In 1898, the Confederacy went to war with Spain over Cuba and the Philippines, supposedly aiding a Cuban revolt against Spanish rule. The Confederates quickly won the Spanish-American War. Meanwhile, the United States annexed the Oklahoma Panhandle, a more local Yankee gain. In 1900, when the Boxer Rebellion broke out in China, both the United States and the Confederacy helped European powers quash the anti-Western revolt. Tensions rose very high. The Confederates opposed the USA's "Open Door Policy" from the start. After the Rebellion was destroyed, the Confederacy requested its own "Sphere of Influence" in China. European powers refused, mainly Japan, who opposed Confederate influence in the Pacific. The Confederacy, again with a surging high sense of pride and nationalism, began threatening Japan, attempting to provoke a war. But the Confederates didn't make the first move. Japan did.
On February 8th, 1904 Japan attacked the American harbor of Manila in the Philippines during a surprise attack, followed by a declaration of war. Before American forces could even begin to combat the Japanese, Japan quickly blockaded, bombarded, and began to take over the Philippines. The Americans failed at invading Japan's sphere of influence in Manchuria (China). Japanese forces also attacked Confederate Guam and Samoa. The war was fought at a slow pace, mainly because of the distance between the two powers and because the Panama Canal wasn't built, the Confederate's only port in Baja had to be their entire base of the Pacific War. The Confederates also requested that they could use the Yankee bases at Midway and Hawaii. The United States refused.
A year and a half later, in the fall of 1905, the Japan won the war following a Confederate exit from China and other Pacific. The war embarrassed the Confederacy and because of the USA's support for Japan, it raised tensions even further between the USA and the CSA. By the late 1900s, the USA and CSA looked to a new part of North America which would play a new role in relations between the two powers: Mexico.
Latin America as the "Powder Keg"
At the turn of the century, the Confederate States of America and the United States are locked in a rivalry for supremacy in the Western Hemisphere. The Confederacy still controls Sonora, Cuba, and Panama, and has built the Panama Canal and strategic naval bases at Midway and Samoa. Great Britain is threatening war with the United States- if the Canadian territories of New Brunswick, Nova Scotia, and parts of Ontario aren't returned to Canada. But in 1904, The Confederacy invaded Mexico and several island-nations in the Caribbean. The Confederacy occupies Cuba, Santa Domingo, Jamaica, and Puerto Rico. Meanwhile, the USA owns Alaska and Hawaii.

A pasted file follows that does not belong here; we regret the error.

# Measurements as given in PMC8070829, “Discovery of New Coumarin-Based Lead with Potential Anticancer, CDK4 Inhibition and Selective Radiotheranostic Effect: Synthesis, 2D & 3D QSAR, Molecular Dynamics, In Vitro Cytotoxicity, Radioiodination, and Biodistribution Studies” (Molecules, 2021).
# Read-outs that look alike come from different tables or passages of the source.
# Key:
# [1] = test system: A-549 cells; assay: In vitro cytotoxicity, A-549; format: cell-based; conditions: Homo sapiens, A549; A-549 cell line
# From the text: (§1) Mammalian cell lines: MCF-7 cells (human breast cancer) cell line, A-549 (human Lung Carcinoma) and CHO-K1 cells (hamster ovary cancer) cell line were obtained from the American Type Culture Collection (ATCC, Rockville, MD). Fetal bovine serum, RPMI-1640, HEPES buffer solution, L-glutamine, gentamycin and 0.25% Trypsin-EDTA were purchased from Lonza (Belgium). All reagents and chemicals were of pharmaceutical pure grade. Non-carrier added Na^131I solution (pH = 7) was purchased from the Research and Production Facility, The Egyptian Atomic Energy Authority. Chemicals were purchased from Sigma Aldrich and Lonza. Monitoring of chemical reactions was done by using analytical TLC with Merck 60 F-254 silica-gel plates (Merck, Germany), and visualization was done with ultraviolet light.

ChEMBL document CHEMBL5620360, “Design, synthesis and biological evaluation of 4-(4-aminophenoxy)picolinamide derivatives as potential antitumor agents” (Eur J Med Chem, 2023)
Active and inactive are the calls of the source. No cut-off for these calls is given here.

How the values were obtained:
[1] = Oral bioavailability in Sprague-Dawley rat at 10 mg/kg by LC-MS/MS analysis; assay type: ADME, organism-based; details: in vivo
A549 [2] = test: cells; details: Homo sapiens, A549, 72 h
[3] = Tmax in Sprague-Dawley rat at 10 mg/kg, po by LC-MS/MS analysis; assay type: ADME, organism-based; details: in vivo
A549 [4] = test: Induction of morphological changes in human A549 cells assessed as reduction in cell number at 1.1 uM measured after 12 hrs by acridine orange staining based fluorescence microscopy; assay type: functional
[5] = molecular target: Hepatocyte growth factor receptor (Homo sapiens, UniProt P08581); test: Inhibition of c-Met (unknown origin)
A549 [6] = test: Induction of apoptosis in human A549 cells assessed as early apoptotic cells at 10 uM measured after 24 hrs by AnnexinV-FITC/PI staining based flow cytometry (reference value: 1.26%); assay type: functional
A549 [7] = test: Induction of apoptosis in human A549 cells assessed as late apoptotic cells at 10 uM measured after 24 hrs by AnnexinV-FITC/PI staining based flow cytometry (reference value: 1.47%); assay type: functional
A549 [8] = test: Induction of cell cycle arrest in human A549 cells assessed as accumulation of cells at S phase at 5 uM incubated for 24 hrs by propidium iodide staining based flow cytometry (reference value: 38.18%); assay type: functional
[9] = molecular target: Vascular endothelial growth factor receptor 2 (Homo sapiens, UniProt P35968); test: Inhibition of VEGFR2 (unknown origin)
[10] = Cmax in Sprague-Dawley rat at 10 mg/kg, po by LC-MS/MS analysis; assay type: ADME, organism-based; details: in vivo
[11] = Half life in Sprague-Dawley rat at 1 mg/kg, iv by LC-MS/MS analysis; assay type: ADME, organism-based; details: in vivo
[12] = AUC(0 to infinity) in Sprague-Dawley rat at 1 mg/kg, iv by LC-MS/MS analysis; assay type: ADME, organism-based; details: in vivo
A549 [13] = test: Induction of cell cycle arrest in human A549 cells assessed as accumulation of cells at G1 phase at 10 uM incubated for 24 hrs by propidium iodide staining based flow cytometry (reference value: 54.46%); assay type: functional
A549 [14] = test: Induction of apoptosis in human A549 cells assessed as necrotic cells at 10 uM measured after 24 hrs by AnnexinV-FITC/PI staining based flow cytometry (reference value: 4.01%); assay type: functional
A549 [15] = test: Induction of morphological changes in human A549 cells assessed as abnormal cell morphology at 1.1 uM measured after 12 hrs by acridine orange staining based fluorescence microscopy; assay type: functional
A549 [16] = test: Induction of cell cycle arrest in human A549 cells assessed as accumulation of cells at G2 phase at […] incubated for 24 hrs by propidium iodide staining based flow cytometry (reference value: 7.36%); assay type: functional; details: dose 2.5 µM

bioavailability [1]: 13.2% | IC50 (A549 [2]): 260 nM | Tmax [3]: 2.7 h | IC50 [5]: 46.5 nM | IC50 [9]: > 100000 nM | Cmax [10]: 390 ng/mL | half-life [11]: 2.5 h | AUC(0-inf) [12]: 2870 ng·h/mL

On top of that, both nations had built up huge militaries and had built alliances with European Countries- Germany, Britain, France, Russia, and Austria were locked in an arms race. With these circumstances, the North and South seem to be charging down a path toward a third war between them.
On June 28th, 1914, Confederate president Woodrow Wilson was touring Havana, in occupied Cuba. Gerardo Machado, a Cuban nationalist, shot him in Wilson’s motorcade. Machado was a member of the Puño Café, Spanish for the Black Fist, a terrorist organization that fought against Confederate imperialism. The Black Fist was also funded and supported by Mexico.
Following the assassination , the Confederacy made three demands to Mexico: That Mexico hand over all members of the Black Fist it was harboring, that Mexico hand over all weapons and arms to the United States, and pay a fine for $30 million. Mexico refused.
The Confederacy declared war on Mexico a month later, on July 28th. The United States, with influence in Central America being threatened, mobilized its armies, and a third war between the USA and CSA was about to begin.
World War I
World War I
Clockwise from top:
The remains of a French defensive line; a German tank advancing on Hellenthal; a Briish battleship sinking during the Battle of the Dardanelles; an American machine-gun grew fighting south of Baltimore; German airplanes.
Casualties and losses
Military dead: 5,525,000 Military wounded: 12,831,500 Military missing: 4,121,000 Total: 22,477,500 KIA, WIA or MIA...further details.
The War to End All Wars
Confusion among the Entente Powers
The strategy of the Entente Powers suffered from miscommunication. Britain had promised to support Germany’s invasion of Mexico, but interpretations of what this meant differed. Previously tested deployment plans had been replaced early in 1914, but never tested in exercises. Confederate leaders believed Britain would force the USA to focus on fighting against British Canada, and divert US troops from the war against the Confederacy. Britain, however, envisioned the Confederacy directing the majority of its troops against the United States, while Britain dealt with Germany. This confusion forced the Confederate army to divide its forces between the American and Mexican fronts, which would prove one of the blunders that cost the Confederacy the war.